None of this helps when you're dealing with a city that's prone to cholera plagues, and fever plagues, and such not. So, eventually the forces of public sanitation drive the pigs to the northern part of the city and then eventually of the island altogether, but it takes a century.

CORRIGAN: People who study New York ultimately have to confront the big question which is: is New York City America? A lot of critics say that New York is our most European city, and that it's an anomaly in the United States.

Other critics, other historians argue that New York City is the most Americans city because it's the city in which the promise of democracy seems to really come to life. You rub shoulders with everybody on the streets of New York. Where do you stand on the question?

WALLACE: I straddle it. I think the latter is the real truth, that the city -- let's face it it's not the good neighborhood club. I teach in a college that's in a public -- the City University, and I start my classes by doing a little ethnic census and asking, you know, who here with one of their ultimate great great great grandparents fitted in with this particular group, and we sort of march down in chronological order.

And virtually every semester I've got people who are Indians -- not Dutch, Dutch are hard. But English, and French, and German, and Irish, and Italians, and Poles, and you know, on into the New World of Filipinos, and Indians, and Ecuadoran, and so forth.

And I say: you want to know the story of New York? Look around this room. Now, also notice that so far this class has been relatively amicable before we're finished, you know, we may be at each other's throats here and there.

But it is the ability for all of us to be in the same space, and with minimal, at least, civility -- that is what is incredibly exciting about this place. And it took 300 years, in fact, to develop that.

So, the draft riots for one moment when, in fact, the people's were at each other's throats. They were innumerable other occasions when New Yorkers clashed.

But one of the consequences of all of this battling, and at the same time attraction. Because, you know, you're cheap by jail with your putated enemy -- that means sometimes you fight, that mean sometimes you make love.

And Avi's (ph) Irish Rose in "West Side Story," and such is a literary tradition that's coming out of that understanding that opposites attract as well. So, it's -- and I think it is the incredibly exciting collisions and connections between these myriads of people that generate this tremendous kinetic cultural energy which means that New York has been a source of incredible fertile cultural creativity.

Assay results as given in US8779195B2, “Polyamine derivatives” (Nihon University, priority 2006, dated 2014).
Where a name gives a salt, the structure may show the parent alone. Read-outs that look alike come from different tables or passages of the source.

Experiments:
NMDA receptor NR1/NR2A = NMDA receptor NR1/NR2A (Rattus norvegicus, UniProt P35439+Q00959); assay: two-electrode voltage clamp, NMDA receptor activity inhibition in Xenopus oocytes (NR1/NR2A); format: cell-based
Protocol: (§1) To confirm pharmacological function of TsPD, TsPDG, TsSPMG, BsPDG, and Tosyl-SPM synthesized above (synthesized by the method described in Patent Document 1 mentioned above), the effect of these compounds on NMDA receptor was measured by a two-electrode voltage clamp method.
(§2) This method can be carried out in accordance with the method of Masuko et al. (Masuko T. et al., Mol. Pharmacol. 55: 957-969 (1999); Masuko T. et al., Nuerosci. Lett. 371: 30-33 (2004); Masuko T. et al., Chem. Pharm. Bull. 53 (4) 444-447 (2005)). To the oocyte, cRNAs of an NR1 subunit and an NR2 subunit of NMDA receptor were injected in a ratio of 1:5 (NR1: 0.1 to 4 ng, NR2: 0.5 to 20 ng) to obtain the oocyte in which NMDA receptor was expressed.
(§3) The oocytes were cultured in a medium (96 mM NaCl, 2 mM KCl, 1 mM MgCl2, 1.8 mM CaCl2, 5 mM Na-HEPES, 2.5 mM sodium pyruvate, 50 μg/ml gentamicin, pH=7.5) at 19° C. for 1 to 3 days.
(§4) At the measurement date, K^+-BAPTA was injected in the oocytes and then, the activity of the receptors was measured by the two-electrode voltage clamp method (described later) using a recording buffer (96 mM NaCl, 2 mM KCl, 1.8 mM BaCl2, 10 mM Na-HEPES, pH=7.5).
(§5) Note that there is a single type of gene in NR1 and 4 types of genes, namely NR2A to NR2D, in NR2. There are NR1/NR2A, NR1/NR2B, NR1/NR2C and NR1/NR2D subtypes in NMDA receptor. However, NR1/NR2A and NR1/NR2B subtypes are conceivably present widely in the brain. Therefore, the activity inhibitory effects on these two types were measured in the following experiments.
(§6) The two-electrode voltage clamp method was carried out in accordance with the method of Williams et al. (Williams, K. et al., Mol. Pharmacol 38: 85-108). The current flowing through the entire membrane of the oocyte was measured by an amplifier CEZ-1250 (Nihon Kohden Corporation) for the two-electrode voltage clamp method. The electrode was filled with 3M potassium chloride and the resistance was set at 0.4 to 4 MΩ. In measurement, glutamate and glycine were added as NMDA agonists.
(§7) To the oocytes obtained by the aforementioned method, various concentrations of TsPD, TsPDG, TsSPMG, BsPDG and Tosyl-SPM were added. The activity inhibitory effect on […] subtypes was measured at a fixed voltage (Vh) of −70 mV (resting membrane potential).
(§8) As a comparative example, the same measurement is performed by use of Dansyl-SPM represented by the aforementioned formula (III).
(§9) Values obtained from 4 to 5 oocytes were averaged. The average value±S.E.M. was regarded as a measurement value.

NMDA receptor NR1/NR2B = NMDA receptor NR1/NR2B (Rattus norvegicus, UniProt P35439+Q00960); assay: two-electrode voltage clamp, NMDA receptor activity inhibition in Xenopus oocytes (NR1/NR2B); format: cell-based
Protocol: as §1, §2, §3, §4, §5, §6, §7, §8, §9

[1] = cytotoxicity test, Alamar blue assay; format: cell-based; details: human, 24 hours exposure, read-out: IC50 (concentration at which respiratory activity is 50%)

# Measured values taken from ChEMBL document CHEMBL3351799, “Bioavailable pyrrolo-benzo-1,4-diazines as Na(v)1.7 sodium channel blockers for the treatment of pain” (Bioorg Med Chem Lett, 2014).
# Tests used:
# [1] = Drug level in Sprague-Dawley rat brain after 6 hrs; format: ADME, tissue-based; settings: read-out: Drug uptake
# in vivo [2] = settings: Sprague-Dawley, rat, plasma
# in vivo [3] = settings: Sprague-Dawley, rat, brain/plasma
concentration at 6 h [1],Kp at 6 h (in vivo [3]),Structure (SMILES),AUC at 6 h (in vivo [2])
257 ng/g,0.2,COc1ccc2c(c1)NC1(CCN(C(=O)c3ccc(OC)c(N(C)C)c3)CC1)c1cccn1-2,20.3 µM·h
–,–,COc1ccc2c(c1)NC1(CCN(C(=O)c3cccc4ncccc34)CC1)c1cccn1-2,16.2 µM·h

So -- in fact many of the things that are created then go out onto the road. So -- and they range -- and then are seen as quintessentially American.


WALLACE: So, you know, many of the deep popular songs out of the heartland are being written in Tin Pan Alley by Eastern European Jews in conjunction with, you know, African Blacks in conjunction with Irish entrepreneurs. But then, in fact, they become putative Americana.

CORRIGAN: Well, it always -- it strikes me now is we're seeing all these disaster movies as we have been for the last couple of decades. Whenever a filmmaker wants to show the United States being threatened they show the monster stepping on the Chrysler building or the spaceship landing in Flushing Meadows. It's always New York, it seems, that's being destroyed.

WALLACE: Actually, there's a long tradition of disaster, not movies in those days, but disaster books. And there were some really quite astonishing ones.

To some extent, one of them "Caesar's Column" from the 1890s which has this wild ending which is class war, and ethnic war, and racial war with a great bonfire in Union Square when, after the masses have been maddened and seized, all the reach people killed in huge numbers and they stack their bodies up in this pyre, and they pour cemented concrete; and it reaches up to the sky.

You know, it's a horrifying vision. And it was one of the bestsellers throughout the United States. Now, to some extent it reflects that anti-New York anamist.

There are a lot of people out there who say: well, you know, this place is a collection of all these foreign people. There's Blacks, and there's more than that; there's Tamany Hall, and corruption, and there's the drink and liquor interest, there's gambling, there's sex, it's a wide-open crazy town.

Now, to some extent I think people in the West or the South or wherever are laying off on New York some of the vices which, in fact, alas, are far more general and can be found in their own neck of the woods, and that's part of the thing.

And yet, on the other side of that there's -- say, in the 1880s and 1890s they were hanging on New York society. Mrs. Astor and what the 400 did -- this was being devoured by farm girls in Montana reading the newspapers -- the national newspapers which are coming out of the national media center.